10 Nautical Terms Found in Everyday Language

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Sailing culture has maintained a prominent presence in the English language for hundreds of years.


From political to cultural references, the English language is full of hidden words and phrases that originated in the vernacular of those who spent their lives at sea. And you probably use them more often than you realise.

In our paradise world of sailing holidays, we’re usually too distracted by the gorgeous beaches and endless summer activities to notice how often we use these terms.

Our guess is you don’t realise either.

So, from the dialect of the crew of ancient pirate ships and global explorers of the 1700s, you’ll be surprised to discover which of their phrases you use during everyday speech.

Checkout our top 10 to see which ones you know!


Feeling Blue

The phrase ‘feeling blue’ has been used as a cultural reference for years, ingrained in the language of music and in reference to how we’re feeling. This phrase stems from the event of losing a captain at sea; when arriving back in port, ships would fly a blue flag and the ship’s hull wore a blue band.


By and Large

We use this popular phrase to refer to ‘the big picture’, ‘on the whole’. This term originated on sailboats – the word ‘by’ was used if a sailboat was sailing into the wind, and ‘large’ would mean sailing off the wind. So, for example, sailors would say, “Both by and large this ship sails quite nicely.”



This familiar word we associate with feeling warm, comfortable and cosy originally came about as a nautical term used to describe ships that were fit for sailing and appropriately prepared and constructed for bad weather. These days, feeling snug leaves us appropriately prepared for bad weather.



This adjective, used today to describe something as ‘very full’ or ‘packed to the brim’, was used on boats to refer to a device that aided with heavy lifting. This device comprised of a simple block and pulley system attached to a hook. Once the weight limit has been reached, the two blocks would meet, creating the term ‘chock-a-block’.


A Slush Fund

This is one of our favourites. We hear the term ‘slush fund’ – used to refer to money that is kept aside for illegal or illicit purposes – all too often in politics and the media. During the 1700s, ‘slush’ was knows as the leftover fat waste that remained after the ship’s chef had brewed salt beef for the crew’s dinner. This fat was kept, stored and sold when the ship returned to port. The money from the proceeds of the fat waste was referred to as the ‘slush fund’ and was later used to buy special items for the crew!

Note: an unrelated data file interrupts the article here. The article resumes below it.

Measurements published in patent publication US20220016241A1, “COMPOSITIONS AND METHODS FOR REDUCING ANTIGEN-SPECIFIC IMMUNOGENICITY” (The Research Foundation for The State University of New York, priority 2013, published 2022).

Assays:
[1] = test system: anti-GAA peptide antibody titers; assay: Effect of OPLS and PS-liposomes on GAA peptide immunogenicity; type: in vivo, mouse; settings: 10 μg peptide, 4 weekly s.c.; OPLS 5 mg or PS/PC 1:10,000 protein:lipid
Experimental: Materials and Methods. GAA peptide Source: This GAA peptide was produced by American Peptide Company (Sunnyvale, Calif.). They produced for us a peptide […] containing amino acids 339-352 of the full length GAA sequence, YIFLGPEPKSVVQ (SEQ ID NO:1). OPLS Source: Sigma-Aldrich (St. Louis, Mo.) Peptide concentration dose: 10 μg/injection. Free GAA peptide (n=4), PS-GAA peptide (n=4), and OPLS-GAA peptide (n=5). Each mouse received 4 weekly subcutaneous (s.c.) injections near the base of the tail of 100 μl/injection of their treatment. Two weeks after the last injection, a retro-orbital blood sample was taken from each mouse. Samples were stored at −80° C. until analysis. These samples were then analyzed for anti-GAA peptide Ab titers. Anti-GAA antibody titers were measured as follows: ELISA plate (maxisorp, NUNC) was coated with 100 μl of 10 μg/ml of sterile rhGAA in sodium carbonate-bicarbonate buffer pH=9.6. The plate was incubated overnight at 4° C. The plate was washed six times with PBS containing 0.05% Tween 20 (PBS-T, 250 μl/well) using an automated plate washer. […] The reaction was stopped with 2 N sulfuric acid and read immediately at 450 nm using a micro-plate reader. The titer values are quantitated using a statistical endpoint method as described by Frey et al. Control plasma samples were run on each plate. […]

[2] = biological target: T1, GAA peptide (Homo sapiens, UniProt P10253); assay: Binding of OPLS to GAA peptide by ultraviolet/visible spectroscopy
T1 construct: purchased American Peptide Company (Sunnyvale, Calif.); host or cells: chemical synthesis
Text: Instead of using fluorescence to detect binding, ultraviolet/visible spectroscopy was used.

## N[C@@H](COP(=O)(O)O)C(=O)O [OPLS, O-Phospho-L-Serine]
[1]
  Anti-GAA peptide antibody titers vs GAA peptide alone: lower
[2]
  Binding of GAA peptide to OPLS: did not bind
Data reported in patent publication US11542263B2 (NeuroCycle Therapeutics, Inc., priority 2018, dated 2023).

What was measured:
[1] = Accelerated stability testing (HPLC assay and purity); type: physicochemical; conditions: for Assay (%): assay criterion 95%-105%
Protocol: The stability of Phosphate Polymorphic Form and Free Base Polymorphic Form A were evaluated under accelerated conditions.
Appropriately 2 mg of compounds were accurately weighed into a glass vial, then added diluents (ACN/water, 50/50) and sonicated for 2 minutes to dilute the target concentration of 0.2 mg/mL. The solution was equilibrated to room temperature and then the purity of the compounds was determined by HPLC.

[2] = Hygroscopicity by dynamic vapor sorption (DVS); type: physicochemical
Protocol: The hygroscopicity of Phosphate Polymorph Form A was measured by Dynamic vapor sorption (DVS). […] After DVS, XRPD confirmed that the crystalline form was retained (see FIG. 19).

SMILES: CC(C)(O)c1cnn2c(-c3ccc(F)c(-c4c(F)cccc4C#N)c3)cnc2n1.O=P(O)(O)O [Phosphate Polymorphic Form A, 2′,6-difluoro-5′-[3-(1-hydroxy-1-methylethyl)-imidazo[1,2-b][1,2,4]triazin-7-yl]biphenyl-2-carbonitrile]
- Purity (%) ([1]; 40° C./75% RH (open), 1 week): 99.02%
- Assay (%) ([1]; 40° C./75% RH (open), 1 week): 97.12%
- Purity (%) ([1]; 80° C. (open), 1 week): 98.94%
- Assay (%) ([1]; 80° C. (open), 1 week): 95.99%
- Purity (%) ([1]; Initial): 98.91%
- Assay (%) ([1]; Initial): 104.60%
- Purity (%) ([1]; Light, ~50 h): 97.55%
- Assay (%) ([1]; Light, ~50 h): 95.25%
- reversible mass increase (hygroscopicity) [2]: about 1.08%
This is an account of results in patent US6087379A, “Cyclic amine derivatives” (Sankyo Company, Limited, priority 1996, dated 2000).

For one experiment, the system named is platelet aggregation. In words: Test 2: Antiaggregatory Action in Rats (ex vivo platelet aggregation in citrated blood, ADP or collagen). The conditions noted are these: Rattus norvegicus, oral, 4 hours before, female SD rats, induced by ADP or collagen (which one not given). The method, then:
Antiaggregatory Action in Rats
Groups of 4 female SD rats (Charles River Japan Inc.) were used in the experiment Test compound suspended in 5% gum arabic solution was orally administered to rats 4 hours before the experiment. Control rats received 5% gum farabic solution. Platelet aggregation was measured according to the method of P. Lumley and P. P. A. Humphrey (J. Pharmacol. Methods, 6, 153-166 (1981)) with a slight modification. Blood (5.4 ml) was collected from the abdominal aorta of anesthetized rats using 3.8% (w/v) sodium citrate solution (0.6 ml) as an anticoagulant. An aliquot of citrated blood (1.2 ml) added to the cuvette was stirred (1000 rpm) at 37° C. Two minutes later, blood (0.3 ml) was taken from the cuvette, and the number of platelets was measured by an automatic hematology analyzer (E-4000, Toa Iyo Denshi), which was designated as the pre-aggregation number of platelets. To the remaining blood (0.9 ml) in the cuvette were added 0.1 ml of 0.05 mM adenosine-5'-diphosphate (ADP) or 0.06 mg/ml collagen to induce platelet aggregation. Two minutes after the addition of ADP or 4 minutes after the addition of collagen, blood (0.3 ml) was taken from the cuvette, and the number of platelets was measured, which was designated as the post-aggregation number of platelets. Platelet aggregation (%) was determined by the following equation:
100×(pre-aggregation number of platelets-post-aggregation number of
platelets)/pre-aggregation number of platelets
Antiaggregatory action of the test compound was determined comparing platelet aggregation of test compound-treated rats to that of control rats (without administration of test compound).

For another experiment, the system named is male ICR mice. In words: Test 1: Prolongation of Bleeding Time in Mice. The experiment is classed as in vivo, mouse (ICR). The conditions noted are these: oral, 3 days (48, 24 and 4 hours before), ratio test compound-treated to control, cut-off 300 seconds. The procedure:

Pipe Down

Ever recall your parents screaming at you to ‘pipe down’ when you were making too much noise? Us too. ‘Pipe down’ was originally known as the last signal from the senior deckhand’s pipe at the end of the day. This signal was to inform the sailors that it was time for lights out, silence and everyone to head to bed.



To refer to someone as ‘aloof’ is to say they are cold, unfriendly and distant. The word ‘aloof’ originated as an adverb from the Old French word ‘lof’, and adopted the meaning ‘away and to windward’ over the years. During the 1600s, a sailor would be ordered to remain ‘aloof’, meaning to steer the ship’s bows as close as possible towards the wind.


A Clean Bill of Health

This term first came about during the 1700s when sailboats and ships were less than hygienic. Boats were required to carry a certificate stating whether or not any infectious diseases were present among the ship’s crew. Now, we generally use it to refer to our own health status.


Toe the Line

Today, we use this term to refer to accepting and obeying the authority or policies of a specific person or group. It first emerged, however, as a phrase used on ships when a captain called the crew to gather in a straight line with their toes meeting the edge of one of the planks of the deck. Thus, ‘toeing the official line’ was born.


Son of a Gun

As the story goes, sailors in the 17th and 18th centuries were a rowdy bunch. So much so that every so often a lady friend of the crew would end up giving birth on the ship. This usually occurred on the gun deck where the was the most space. When the child was not claimed by any of the sailors, which happened all too often, it would be referred to as ‘the son of a gun’!


Feeling ready to hoist the sails and feel the wind in your hair? Head to our home page for some serious sailing holiday inspiration.



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